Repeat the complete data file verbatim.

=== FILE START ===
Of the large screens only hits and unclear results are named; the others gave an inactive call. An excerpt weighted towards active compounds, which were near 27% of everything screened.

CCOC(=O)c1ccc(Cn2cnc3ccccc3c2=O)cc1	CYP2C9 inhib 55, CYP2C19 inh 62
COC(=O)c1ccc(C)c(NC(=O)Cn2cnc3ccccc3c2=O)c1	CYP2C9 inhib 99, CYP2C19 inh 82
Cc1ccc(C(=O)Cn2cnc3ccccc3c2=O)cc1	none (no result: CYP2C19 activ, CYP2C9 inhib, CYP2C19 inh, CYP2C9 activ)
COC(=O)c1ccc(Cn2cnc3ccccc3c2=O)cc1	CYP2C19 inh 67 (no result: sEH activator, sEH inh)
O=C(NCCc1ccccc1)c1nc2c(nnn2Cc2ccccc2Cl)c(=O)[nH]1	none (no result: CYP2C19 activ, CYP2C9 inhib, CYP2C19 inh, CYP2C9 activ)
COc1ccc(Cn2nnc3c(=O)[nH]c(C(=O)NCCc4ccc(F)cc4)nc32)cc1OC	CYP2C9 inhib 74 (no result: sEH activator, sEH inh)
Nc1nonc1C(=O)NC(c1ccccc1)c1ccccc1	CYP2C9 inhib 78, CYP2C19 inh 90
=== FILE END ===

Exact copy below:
Of the large screens only hits and unclear results are named; the others gave an inactive call. An excerpt weighted towards active compounds, which were near 27% of everything screened.

CCOC(=O)c1ccc(Cn2cnc3ccccc3c2=O)cc1	CYP2C9 inhib 55, CYP2C19 inh 62
COC(=O)c1ccc(C)c(NC(=O)Cn2cnc3ccccc3c2=O)c1	CYP2C9 inhib 99, CYP2C19 inh 82
Cc1ccc(C(=O)Cn2cnc3ccccc3c2=O)cc1	none (no result: CYP2C19 activ, CYP2C9 inhib, CYP2C19 inh, CYP2C9 activ)
COC(=O)c1ccc(Cn2cnc3ccccc3c2=O)cc1	CYP2C19 inh 67 (no result: sEH activator, sEH inh)
O=C(NCCc1ccccc1)c1nc2c(nnn2Cc2ccccc2Cl)c(=O)[nH]1	none (no result: CYP2C19 activ, CYP2C9 inhib, CYP2C19 inh, CYP2C9 activ)
COc1ccc(Cn2nnc3c(=O)[nH]c(C(=O)NCCc4ccc(F)cc4)nc32)cc1OC	CYP2C9 inhib 74 (no result: sEH activator, sEH inh)
Nc1nonc1C(=O)NC(c1ccccc1)c1ccccc1	CYP2C9 inhib 78, CYP2C19 inh 90